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Broncos offensive game plan should be to run all over the Raiders

Editor’s Note: Mile High Report is debuting the Broncos on the Rox Podcast with Luke Patterson today! He previews the Denver Broncos offense heading into Week 1.

The Denver Broncos are a weekend away facing the Oakland Raiders on Monday Night Football, and it cannot come soon enough.

Until the game starts, Antonio Brown and the Raiders soap opera will continue to dominate headlines. For the Broncos, rookie pay caller Rich Scangarello, finally has an opportunity to reveal his offense.

Scangarello is fortunate to have many offensive weapons including a veteran quarterback, red zone tight end, and talented receiving core. However, for the Broncos to ensure a victory against the Raiders, Scangarello must run the ball.

Establishing a consistent run game will allow the Broncos to limit turnovers, and manage the clock but more importantly, it camouflages weakness.

Concerns about the offensive line specifically Garett Bolles, can diminish with a stout running game. By running the ball, the Broncos limit the amount of times Bolles is on an island in pass protection sets. Inconsistent shotgun snaps from Connor McGovern can also be eliminated by having Joe Flacco under center in the rushing game.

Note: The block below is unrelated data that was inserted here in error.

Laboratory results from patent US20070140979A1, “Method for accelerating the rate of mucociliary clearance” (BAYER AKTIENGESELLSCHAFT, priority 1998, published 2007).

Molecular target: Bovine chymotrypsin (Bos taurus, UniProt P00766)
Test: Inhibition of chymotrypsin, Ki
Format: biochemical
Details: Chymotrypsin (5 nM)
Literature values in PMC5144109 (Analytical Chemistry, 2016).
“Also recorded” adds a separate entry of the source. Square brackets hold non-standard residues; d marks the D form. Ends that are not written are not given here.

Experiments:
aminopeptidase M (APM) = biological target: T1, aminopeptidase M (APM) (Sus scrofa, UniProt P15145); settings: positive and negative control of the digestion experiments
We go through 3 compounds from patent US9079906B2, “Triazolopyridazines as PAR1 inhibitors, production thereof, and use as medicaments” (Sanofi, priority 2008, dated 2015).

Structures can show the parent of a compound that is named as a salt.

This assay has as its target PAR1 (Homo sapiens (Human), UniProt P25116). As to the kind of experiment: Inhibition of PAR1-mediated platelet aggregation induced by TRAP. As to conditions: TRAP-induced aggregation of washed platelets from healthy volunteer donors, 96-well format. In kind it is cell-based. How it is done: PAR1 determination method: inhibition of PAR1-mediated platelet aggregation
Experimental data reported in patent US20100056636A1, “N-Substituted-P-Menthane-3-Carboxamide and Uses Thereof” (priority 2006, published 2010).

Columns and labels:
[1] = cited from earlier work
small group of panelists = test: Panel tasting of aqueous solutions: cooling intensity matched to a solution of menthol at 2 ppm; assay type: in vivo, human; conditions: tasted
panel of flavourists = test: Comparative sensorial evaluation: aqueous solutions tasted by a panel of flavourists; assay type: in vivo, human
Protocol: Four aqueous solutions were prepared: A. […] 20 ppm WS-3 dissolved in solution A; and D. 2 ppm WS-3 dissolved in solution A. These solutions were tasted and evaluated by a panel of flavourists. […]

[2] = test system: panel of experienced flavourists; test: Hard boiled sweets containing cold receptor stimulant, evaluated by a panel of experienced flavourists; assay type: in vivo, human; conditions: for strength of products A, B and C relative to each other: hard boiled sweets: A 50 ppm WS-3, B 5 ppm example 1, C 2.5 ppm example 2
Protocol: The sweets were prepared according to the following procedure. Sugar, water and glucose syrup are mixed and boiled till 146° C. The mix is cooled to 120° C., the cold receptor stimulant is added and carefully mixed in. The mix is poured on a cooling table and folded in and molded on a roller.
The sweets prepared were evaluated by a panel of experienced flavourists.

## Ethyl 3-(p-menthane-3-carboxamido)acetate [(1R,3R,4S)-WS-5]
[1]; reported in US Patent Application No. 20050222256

By running the ball, Denver can increase confidence and keep momentum.

When asked specifically about the running game Scangarello said, “The run system is always—when you’re doing things like we’re doing, it’s about getting the backs opportunities. If you give up on it, sometimes it can look sluggish, but eventually it’ll pop. When you don’t take a lot of preseason reps, when you don’t do a lot of live action, sometimes the run game takes some time to get flowing. It could be a quarter, it could be a half, it could be a game. You don’t know that, but you can’t give up on it. I think our goal is always to be balanced and I look forward to trying to make that happen on Monday night.”

Scangarello, a disciple of the Mike Shanahan coaching tree, is expected to use a variety of zone running schemes, play action, and bootlegs. The signature flair of this offense is that the running game sets up the pass.

The workhorse for this rushing attack must be Royce Freeman. In 2018 Freeman only averaged 9.3 rushing attempts per game with 37.2 yards per game. He simply did not fit into Bill Musgrave’s offense.

But in the zone running scheme, Freeman’s utilization will increase. He can implement his powerful running style between the tackles. A physical runner, Freeman can pick up yards after contact and has the vision to read blocks.

What does this mean for Phillip Lindsay?

This means that the Pro Bowler doesn’t need to take unnecessary punishment. Look for Lindsay to be utilized on the perimeter and in open space. Lindsay’s size, speed, and athleticism presents potential mismatches for any opposing defense in both the rushing and passing game.

On Monday night, under offensive coordinator Rich Scangarello, the Broncos offense will have their first opportunity to create their football identity.